Often in our romance novels, the hero or heroine has to re-examine what is working for them, and what isn't. My heroines come to the realization that they loathe the shallowness and exhaustion of a London season. The heroes might have to admit they're not keen on hanging out in smelly, smokey, clubs; they aren't fond of brandy; and they like loud waistcoats.

We should all have permission to assess what about social assumptions works for us, and what doesn't, and to readjust accordingly. I've more or less backed into my ideal winter season, with lots of "writing holidays," time to myself, and cozy reading in the late evenings. Many other people thrive on the holiday shopping, the frequent socializing, and the hordes of house guests.

Where do you fall on the continuum between people who thrive in winter, and those who simply endure it? What's your ideal winter holiday, and is there a way you could have some of that, despite all the expectations you might have fulfill to the contrary?

To one commenter, I'll send a $25 Amex gift card, which I hope she'll use FOR HERSELF. To two other commenters, I'll send a signed copy of What A Lady Needs for Christmas.

Tuesday, November 11, 2014

Start of a New Series from Mia Marlowe!

I always tell the writers who pop by my Red Pencil Thursday that the beginning of anything is a delicate time. In the case of a series, a writer has to introduce a large enough cast in an interesting enough world with enough unresolved situations to make readers ready to come back for Book 2, but not so many that they don't feel Book 1 didn't address enough of them to be satisfying on its own.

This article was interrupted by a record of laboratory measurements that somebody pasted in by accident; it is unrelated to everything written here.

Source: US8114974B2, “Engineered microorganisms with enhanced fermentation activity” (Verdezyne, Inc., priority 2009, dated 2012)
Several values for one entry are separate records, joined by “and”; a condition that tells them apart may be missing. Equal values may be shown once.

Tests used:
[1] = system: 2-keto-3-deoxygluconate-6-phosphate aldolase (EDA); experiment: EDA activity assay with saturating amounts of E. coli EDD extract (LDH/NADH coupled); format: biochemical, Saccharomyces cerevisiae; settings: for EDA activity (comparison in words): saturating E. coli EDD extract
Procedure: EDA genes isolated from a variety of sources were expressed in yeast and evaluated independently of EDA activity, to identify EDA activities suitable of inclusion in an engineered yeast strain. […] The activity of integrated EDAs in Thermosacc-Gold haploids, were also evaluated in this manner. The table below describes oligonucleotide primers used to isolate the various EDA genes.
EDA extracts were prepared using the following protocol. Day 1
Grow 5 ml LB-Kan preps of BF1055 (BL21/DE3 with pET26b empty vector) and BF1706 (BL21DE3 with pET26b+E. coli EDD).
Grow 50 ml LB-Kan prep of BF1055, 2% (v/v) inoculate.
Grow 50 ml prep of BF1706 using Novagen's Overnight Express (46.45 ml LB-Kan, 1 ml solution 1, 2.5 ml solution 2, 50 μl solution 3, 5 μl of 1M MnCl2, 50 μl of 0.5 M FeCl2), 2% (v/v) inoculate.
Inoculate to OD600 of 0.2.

As I said, delicate.

So far however, the reviewers seems to think I've managed it with A Rake By Any Other Name. Here's what some of them say:

"Marlowe shines with a delightful and delicious comedy of errors for the first book in her new series, Somerfield Park. There's an heiress, a reluctant groom, a superfluous fiancee, secrets and scandals galore. Fast-paced, well-plotted and populated with authentic and lively characters. Regency fans will love this page-turner!" ~ RTBOOKReviews



"If future installments are anything like this little gem, count me in as a loyal reader!" ~ The Romance Reviews

A Rake by Any Other Name "had everything I could ask for in a delightfully entertaining historical romance novel. There was romance, mystery, scandal, blackmail, a bevy of intriguing and colorful characters, and a couple of twists thrown in for good measure. I couldn’t put it down." ~ UrbanGirlReader.com

However, the review I'm really interested in is yours, dear reader. You can try the first chapter on my website. Please let me know what you think of the world of Somerfield Park! I introduce at least 6 characters. Do you have favorite?

Ebook: Kindle | Nook | Kobo | iBooks |

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Monday, November 10, 2014

Release Day: Lady Elinor's Wicked Adventures




Some years ago, I came across a treasure trove—four Baedeker guides from 1887. Maybe that isn’t everyone’s idea of a treasure, but it certainly is mine.

I don’t think it was those guidebooks that gave me the idea to have my Victorian characters go off traveling for their adventures, but they did remind me that guidebooks are a wonderful source for research. You can find out how people got from place to place, where they might stay, what they would see.

Guide books also tell you something about the people who were traveling too. People have always moved around the globe, but generally for a reason. Wealthy gentlemen in the 17th and 18th centuries might go on the Grand Tour to round out their education, and starting in the 18th century people like Lizzie Bennett and the Gardiners might go touring—with a guidebook to tell them which houses were worth looking at.